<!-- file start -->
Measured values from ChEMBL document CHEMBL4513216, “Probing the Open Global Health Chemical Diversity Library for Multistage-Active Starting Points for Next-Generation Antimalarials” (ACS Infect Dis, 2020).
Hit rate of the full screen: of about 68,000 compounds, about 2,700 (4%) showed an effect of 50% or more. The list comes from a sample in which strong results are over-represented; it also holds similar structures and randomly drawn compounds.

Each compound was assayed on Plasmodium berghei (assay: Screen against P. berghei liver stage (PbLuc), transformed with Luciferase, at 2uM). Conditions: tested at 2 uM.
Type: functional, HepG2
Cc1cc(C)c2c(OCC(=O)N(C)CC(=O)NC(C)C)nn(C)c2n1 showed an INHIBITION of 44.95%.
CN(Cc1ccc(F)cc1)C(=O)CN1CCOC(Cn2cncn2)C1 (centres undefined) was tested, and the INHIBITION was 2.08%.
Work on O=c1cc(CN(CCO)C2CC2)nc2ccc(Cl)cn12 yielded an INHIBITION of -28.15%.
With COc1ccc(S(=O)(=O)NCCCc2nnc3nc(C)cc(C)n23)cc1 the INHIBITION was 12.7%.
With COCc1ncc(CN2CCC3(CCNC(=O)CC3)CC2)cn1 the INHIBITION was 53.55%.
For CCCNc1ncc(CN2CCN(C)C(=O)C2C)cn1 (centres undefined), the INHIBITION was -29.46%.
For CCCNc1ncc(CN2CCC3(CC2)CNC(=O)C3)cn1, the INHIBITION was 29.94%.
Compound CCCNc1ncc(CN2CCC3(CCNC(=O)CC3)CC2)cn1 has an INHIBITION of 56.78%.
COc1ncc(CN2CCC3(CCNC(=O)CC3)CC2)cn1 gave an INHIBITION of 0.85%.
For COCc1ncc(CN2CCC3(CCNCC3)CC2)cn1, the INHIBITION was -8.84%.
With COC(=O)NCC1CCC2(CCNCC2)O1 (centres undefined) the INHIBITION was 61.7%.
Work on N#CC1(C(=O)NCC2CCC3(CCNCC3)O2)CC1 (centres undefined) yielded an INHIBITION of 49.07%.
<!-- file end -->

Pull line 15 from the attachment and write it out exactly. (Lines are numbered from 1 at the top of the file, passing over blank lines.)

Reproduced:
With COC(=O)NCC1CCC2(CCNCC2)O1 (centres undefined) the INHIBITION was 61.7%.